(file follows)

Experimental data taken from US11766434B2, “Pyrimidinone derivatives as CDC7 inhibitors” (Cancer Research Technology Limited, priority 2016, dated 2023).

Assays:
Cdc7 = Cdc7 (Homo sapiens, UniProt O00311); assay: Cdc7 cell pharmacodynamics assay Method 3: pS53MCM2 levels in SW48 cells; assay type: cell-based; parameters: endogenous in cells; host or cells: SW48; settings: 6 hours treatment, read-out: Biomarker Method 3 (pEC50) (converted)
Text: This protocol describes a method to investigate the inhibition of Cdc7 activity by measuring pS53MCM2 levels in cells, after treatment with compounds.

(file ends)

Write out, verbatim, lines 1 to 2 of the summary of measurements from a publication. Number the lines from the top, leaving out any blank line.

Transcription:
Experimental data taken from US11766434B2, “Pyrimidinone derivatives as CDC7 inhibitors” (Cancer Research Technology Limited, priority 2016, dated 2023).

Assays: